"You getting off?" a girl asked, holding the door.
Farah pushed off the back wall of the elevator, glanced at the five on the wall and nodded.
Farah headed for her spot, booted up her dinosaur laptop and pulled out the notes she'd borrowed. She dug past books and highlighters. Frantic, she dumped her bag out. No cord.
Panic bloomed. Her laptop held a charge for two hours, tops. She was so behind. Closing her eyes, she took three deep breaths. She sat down and searched the Main Library website. She'd heard of a laptop cord rental service, but where?
Desperate, she clicked "Ask a librarian." Chat was offline, but a catalogue of librarians popped up. She clicked the email address of the librarian listed under "General." A message window opened addressed to firstname.lastname@example.org.
"I need to borrow a power cord. Where do I do that? Urgent."
She hit send, then started her first paper.
A message popped up.
"The service desk on the first floor checks out cords. ~ M. Dewey"
Twenty minutes later she was back in business. She scrolled down her to-do list. She'd met with professors and negotiated extensions, but the timeline was still impossible.
"You should drop for the semester," a professor had suggested. "Come back when you've had time to process."
"I can't afford that," Farah replied. "I don't know if I can afford any of this much longer," she said.
"I see," he'd replied. "I'll give you three weeks. You'll need to keep up with the current work, too, otherwise you'll be lost."
One week later and there was still a mountain to do. Slipping on her headphones she got to work.
Hours later, headphones on her neck, hands gripping her hair she grunted in frustration. The paper was done but she couldn't figure out the last citation.
She sent the question off to her new buddy, M. Dewey and moved on. It was a hail Mary, but it couldn't hurt.
A message popped up with the answer an hour later, and the call number for a book for future questions. She replied "Life saver!" and soldiered on.
Four days later Farah rubbed her face to shake off hours of sitting. A song came on that clutched her heart. Her face in her hands, she wept.
A tap on her shoulder made her jump. Soft brown eyes behind plastic glasses peered at her.
"You ok?" he asked.
"Just great, thanks," she replied.
"I mean, obviously not, but do you need anything?" he asked.
"Sorry. I'll keep it down," she replied.
"Oh, no. I wasn't," he started.
She put up her hand and said, "Thanks. Really. I'm fine." With that he was dismissed.
She blew her nose in a napkin as he retreated. 'Do I need anything?' she wondered.
She sent a message to her librarian,
"I need modern books on dealing with grief and loss. Ideas?"
She went back to work.
A message popped up just as she was packing up for the night.
"BF575.G7 K82 – a therapy book on grief
PS3618.O8336 Z46 – essays on grief
One of these should get you started.
~ M. Dewey"
She checked out the first one and headed home.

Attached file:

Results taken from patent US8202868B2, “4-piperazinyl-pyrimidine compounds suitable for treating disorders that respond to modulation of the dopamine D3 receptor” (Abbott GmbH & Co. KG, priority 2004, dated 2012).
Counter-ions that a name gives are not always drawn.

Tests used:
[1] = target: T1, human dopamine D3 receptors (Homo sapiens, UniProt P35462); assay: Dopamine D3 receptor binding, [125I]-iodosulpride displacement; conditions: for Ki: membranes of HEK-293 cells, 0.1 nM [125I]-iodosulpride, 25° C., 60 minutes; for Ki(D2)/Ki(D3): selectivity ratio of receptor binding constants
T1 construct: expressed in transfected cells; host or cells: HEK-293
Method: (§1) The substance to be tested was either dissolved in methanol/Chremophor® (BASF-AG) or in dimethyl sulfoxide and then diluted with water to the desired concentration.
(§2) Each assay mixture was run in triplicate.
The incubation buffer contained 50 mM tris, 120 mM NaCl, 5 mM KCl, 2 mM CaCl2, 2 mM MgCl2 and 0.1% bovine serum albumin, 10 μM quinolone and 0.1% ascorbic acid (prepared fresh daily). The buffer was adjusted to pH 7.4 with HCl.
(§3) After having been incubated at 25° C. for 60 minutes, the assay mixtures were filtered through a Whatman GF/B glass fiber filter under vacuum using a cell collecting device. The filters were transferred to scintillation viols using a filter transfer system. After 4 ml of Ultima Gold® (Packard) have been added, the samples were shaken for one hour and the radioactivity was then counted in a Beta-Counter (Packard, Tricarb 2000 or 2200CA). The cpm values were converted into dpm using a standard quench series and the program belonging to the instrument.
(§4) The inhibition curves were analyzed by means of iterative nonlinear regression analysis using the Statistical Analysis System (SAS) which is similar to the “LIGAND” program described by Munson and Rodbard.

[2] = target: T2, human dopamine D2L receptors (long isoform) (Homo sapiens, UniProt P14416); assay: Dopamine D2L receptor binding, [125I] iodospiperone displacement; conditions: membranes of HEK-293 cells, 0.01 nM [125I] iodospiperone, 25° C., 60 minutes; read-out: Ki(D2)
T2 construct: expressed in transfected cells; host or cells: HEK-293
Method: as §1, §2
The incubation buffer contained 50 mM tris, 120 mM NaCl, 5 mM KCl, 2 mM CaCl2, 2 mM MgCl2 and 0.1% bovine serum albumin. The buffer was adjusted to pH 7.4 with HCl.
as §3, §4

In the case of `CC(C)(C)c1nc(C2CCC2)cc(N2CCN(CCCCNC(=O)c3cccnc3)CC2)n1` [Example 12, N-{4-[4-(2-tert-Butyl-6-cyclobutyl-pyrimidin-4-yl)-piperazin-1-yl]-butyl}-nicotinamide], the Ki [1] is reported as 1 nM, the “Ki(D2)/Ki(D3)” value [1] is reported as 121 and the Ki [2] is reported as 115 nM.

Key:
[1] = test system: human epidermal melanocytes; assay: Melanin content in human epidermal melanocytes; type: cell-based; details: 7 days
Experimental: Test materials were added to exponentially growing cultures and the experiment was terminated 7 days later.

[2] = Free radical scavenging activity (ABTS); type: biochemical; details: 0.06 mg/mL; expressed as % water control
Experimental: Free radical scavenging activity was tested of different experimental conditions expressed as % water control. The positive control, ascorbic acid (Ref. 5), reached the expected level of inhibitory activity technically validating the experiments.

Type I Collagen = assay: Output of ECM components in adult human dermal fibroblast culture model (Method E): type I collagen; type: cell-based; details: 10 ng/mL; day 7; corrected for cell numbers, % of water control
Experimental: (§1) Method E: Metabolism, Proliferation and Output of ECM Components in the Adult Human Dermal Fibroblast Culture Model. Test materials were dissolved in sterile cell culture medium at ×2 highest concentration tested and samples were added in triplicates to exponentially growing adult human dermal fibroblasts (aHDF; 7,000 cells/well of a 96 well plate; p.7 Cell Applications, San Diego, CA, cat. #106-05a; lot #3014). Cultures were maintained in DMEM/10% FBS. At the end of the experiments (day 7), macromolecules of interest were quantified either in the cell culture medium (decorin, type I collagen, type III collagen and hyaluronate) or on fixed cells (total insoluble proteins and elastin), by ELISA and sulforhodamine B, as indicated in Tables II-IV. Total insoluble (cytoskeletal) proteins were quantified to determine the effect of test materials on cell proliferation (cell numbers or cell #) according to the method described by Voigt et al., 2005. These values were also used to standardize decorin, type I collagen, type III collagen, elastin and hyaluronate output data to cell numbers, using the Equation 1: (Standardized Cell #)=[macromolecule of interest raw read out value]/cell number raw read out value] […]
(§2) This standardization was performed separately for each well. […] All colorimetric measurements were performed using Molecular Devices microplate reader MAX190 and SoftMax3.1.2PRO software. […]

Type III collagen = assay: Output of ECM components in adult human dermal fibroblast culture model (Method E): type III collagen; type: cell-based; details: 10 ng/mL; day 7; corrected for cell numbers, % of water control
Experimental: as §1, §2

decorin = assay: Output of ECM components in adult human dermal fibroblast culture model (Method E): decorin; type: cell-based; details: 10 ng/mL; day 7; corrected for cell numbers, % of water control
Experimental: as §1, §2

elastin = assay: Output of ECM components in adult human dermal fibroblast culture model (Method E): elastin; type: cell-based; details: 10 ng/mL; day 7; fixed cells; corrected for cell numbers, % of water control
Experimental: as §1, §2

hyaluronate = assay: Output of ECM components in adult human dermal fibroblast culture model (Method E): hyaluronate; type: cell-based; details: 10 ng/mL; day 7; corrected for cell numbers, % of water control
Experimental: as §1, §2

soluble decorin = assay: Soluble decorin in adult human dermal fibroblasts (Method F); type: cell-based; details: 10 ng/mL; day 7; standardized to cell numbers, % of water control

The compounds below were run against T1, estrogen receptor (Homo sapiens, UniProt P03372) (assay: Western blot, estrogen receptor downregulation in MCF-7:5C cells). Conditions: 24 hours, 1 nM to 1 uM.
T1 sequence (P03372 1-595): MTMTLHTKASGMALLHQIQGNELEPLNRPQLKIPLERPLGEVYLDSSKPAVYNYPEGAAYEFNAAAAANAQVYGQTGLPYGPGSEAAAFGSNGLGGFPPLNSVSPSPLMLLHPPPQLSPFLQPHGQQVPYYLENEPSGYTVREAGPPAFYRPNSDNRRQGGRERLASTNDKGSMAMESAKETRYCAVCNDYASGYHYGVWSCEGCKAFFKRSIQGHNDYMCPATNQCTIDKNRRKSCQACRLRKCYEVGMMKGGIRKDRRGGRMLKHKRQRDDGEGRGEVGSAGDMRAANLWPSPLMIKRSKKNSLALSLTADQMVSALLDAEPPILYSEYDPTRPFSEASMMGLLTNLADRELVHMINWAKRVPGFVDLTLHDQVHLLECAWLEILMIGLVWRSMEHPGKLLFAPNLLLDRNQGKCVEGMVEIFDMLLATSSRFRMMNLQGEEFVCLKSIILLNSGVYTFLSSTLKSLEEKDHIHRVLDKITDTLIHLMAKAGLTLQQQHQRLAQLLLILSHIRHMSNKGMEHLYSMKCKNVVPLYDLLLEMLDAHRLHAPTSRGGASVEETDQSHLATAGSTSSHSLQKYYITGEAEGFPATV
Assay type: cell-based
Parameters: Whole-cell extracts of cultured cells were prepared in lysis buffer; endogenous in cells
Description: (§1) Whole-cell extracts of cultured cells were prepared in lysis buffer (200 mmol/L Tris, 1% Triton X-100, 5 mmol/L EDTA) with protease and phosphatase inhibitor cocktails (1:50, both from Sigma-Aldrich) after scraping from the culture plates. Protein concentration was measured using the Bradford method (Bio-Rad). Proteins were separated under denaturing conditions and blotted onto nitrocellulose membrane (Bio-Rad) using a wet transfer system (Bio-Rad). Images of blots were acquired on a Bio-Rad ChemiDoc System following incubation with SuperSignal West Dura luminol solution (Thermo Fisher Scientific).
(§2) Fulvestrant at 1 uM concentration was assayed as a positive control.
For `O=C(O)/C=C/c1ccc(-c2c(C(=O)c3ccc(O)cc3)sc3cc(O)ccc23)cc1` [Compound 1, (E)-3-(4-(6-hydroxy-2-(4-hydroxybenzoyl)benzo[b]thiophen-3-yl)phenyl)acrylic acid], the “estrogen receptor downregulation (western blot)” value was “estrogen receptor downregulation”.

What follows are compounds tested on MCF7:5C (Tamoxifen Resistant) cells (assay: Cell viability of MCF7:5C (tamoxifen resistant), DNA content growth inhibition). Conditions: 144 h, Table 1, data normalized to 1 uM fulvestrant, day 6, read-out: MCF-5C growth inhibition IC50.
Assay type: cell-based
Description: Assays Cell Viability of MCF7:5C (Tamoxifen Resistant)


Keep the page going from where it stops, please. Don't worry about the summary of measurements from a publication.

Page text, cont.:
A few nights later, Farah read the first two chapters of the grief book and a sucking hole of sorrow opened under her sternum.
She turned to her laptop.
My Dad died last month. We lost Mom years ago. I'm doing all the things I'm supposed to, but why? I've been my father's daughter all my life. Who am I without him?"
She hit send and went home.
The next day she woke to a reply.
"Take care of yourself. If you can't, that's ok. There are people who can help." This was followed by the link and number for the University Counseling Services.
Farah looked at it for a long time, then clicked the link and made an appointment.
A month later Farah was back at her spot. She couldn't focus. Her counselor had been talking her through the grief stages. She hated that such a thing could follow a formula. Despite her efforts to skip ahead to acceptance, she was sliding into depression. Her classwork was caught up. Crisis averted; she was bombarded with deferred sadness. She opened a message to M. Dewey and typed,
"What fills the hole in us after grief?"
She hit send, packed up and headed to work.
She logged on the next morning and found a reply.
"PR9272.9.W3 A17, page 328.
~ M. Dewey"
Intrigued, she jotted down the info, got ready and headed out.
An hour later, she approached the librarian staff office, her finger still marking "Love after Love" in the book she held. She caught someone coming out and asked, "Can you tell me if M. Dewey is working here?"
The man stopped and looked confused.
"I mean, is he here today?" she asked.
"I'm sorry," he said. "No one by that name works here."
"Yes. He does," Farah insisted. "I emailed the General 'Ask a Librarian' and he replied."
Understanding dawned on the man's face. "Oh! Mr. Dewey! Right this way," he said ushering her in. They stopped at an overburdened bookshelf. He pointed to a portly goldfish eyeing them from a bowl. "This is Mr. Melvil Dewey."
Farah looked from the fish to the man. "I don't understand," she said.
"Mr. Dewey is our office pet. The General topics box rotates. We take turns. So, we made Melvil here the owner and gave him an email address. That way we can pass it around," he said.
"How often do you switch off?" Farah asked.
"It's a two-day shift. You'd be surprised the volume of questions that box gets," he answered.
Farah looked past him into the room. A few librarians worked quietly at desks and two were deep in conversation.
"Did you need anything else," he asked.
Farah looked at him and said, "No. You've gave me what I needed. Thank you."